May God put his Spirit on me and on you. May we shine the light of Jesus’ love on one and on all.

Prayer: Lord God, this is a tough thing to consider today. Who do I fail to love as you love them? What limits my ability to love as Jesus loved? Lord, I want to be an instrument of justice, a bearer of your love. Convict me by the power of the Holy Spirit when I fall short, when my love fails. Empower me by the same Spirit to love more like you love. Amen.


Leave a comment

Redemption

Reading: Luke 2: 36-40

Verse 38: “She spoke about the child to all who were looking forward to the redemption of Jerusalem”.

Today as we read this short section from Luke 2 we focus in on Anna and her words concerning Jesus. Anna is an old woman, a prophet with a deep devotion to God. She has been a widow for a long time and the focus of her life is praying and fasting in the temple. After thanking God – for the encounter, for seeing the Messiah, for what Jesus means to her people – Anna “spoke about the child to all who were looking forward to the redemption of Jerusalem”. At this point in their history, all Jews are looking forward to Jerusalem’s redemption.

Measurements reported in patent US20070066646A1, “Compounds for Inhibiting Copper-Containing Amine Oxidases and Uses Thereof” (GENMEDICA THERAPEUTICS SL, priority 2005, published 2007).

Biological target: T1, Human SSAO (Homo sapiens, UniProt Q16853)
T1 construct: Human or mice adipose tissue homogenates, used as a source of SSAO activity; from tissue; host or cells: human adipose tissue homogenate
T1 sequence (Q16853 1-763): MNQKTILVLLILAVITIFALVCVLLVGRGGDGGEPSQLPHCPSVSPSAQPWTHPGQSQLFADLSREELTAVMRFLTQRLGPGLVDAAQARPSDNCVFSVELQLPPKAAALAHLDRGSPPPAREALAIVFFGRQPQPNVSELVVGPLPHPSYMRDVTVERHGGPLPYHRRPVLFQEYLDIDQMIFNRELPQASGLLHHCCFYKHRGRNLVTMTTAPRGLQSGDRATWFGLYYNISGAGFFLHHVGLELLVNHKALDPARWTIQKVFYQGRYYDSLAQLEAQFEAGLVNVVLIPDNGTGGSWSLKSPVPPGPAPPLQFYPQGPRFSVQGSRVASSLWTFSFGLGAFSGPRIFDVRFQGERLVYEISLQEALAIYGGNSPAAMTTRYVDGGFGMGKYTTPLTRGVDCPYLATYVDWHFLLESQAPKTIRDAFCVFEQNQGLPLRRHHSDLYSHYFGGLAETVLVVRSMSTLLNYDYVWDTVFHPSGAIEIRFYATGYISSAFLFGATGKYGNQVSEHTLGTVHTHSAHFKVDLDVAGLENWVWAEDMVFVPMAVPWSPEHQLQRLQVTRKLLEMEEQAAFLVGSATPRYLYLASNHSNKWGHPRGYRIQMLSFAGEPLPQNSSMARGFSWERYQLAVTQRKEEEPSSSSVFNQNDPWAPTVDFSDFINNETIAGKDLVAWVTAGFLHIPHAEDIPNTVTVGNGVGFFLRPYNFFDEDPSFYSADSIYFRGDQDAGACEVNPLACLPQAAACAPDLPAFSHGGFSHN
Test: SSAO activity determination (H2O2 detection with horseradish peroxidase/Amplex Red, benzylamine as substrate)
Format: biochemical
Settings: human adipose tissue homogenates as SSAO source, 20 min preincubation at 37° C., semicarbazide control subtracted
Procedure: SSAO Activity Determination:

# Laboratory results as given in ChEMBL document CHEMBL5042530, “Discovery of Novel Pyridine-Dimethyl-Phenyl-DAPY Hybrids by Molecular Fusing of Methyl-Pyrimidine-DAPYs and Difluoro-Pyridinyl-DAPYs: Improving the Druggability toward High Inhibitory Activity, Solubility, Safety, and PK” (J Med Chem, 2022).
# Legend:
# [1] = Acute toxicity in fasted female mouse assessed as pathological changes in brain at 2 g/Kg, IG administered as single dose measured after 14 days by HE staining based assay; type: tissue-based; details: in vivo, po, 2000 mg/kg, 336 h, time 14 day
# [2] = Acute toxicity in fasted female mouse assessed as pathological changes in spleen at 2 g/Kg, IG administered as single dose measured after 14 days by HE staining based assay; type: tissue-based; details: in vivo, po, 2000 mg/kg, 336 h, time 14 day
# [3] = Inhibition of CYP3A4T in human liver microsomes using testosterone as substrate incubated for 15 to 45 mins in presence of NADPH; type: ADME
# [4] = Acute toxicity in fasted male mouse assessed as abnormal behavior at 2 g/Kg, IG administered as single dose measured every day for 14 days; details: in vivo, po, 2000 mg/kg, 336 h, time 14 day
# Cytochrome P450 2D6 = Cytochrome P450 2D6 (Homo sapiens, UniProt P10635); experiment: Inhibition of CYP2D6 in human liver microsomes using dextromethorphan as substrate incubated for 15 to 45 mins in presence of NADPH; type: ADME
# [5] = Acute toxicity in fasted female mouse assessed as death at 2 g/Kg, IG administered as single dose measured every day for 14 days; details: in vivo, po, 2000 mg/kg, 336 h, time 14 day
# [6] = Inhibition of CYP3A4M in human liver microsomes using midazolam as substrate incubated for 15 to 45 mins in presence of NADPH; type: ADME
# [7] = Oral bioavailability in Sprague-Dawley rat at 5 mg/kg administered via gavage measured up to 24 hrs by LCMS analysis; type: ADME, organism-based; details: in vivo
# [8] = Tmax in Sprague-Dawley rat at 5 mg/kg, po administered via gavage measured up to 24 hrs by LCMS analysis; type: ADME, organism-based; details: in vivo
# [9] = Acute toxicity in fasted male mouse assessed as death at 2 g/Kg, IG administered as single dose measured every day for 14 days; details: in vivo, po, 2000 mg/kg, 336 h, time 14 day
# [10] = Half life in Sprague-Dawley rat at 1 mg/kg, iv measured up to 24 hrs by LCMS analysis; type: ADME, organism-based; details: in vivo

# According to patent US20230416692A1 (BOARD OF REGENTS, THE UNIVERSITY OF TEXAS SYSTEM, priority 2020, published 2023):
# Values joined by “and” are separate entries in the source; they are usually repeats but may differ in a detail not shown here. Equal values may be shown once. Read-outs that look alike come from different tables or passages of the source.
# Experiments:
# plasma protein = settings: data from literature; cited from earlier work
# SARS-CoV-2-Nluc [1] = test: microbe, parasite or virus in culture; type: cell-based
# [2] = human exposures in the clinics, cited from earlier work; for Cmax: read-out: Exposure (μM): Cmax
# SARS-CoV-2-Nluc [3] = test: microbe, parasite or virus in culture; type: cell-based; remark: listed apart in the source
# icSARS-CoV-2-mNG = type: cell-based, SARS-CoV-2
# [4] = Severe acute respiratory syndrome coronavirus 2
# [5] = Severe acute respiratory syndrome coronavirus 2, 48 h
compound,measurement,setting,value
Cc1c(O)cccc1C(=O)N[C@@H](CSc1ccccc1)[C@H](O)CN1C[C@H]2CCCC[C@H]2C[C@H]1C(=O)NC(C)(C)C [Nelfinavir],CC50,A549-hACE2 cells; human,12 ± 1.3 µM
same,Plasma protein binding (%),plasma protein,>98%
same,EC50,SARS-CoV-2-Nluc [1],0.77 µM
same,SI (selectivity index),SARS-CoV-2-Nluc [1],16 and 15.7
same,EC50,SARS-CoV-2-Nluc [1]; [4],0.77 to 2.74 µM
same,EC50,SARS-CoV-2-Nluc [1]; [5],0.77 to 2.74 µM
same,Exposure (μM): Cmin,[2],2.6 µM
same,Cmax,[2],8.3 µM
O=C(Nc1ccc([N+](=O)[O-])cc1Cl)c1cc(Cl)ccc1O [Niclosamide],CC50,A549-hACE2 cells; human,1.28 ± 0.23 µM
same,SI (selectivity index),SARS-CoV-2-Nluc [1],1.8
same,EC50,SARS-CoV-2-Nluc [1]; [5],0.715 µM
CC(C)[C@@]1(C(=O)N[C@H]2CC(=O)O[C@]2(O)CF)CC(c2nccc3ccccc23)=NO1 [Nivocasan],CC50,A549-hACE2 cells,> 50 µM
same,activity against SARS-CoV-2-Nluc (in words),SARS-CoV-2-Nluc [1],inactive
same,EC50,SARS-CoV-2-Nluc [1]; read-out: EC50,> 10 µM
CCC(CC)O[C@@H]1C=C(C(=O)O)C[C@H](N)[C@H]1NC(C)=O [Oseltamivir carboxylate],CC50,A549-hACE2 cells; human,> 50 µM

The act of redeeming has always been a part of the Jewish faith. Mary and Joseph have just redeemed Jesus, Boaz was the kinsman redeemer, and the Jews celebrated the Year of Jubilee every 50 years. In each of these acts, one is released or freed – from their debts, from their slavery, from a burden that forced them to sell family land. This idea of being freed from that which binds us is very much a part of Jesus’ ministry and healing. Jesus healed both relationships and physical ailments. Often these were tied together. Physical healing often led to relational healing. By revealing the depth of God’s love, mercy, and grace, Jesus drew many back into relationship with God and with one another. He brought a wholeness to life that invited people to live with joy, peace, and hope. Jesus also healed people physically – lepers, the blind, lame, mute, deaf, the possessed – also inviting people back to God and back into society, family, and community. Jesus brought a completeness and unity to life that was freeing and welcoming, that was unconditional and full.